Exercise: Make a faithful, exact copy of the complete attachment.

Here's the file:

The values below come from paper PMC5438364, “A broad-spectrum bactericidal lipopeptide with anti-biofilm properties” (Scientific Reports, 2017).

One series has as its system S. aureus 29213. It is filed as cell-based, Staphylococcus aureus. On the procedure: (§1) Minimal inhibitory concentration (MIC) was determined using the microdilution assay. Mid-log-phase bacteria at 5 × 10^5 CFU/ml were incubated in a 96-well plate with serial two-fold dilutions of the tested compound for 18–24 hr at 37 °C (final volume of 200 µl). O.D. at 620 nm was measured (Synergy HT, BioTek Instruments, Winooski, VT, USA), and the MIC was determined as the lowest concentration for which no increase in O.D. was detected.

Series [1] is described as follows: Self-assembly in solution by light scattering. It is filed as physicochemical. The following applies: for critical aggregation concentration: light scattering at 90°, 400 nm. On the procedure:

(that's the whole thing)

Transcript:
The values below come from paper PMC5438364, “A broad-spectrum bactericidal lipopeptide with anti-biofilm properties” (Scientific Reports, 2017).

One series has as its system S. aureus 29213. It is filed as cell-based, Staphylococcus aureus. On the procedure: (§1) Minimal inhibitory concentration (MIC) was determined using the microdilution assay. Mid-log-phase bacteria at 5 × 10^5 CFU/ml were incubated in a 96-well plate with serial two-fold dilutions of the tested compound for 18–24 hr at 37 °C (final volume of 200 µl). O.D. at 620 nm was measured (Synergy HT, BioTek Instruments, Winooski, VT, USA), and the MIC was determined as the lowest concentration for which no increase in O.D. was detected.

Series [1] is described as follows: Self-assembly in solution by light scattering. It is filed as physicochemical. The following applies: for critical aggregation concentration: light scattering at 90°, 400 nm. On the procedure: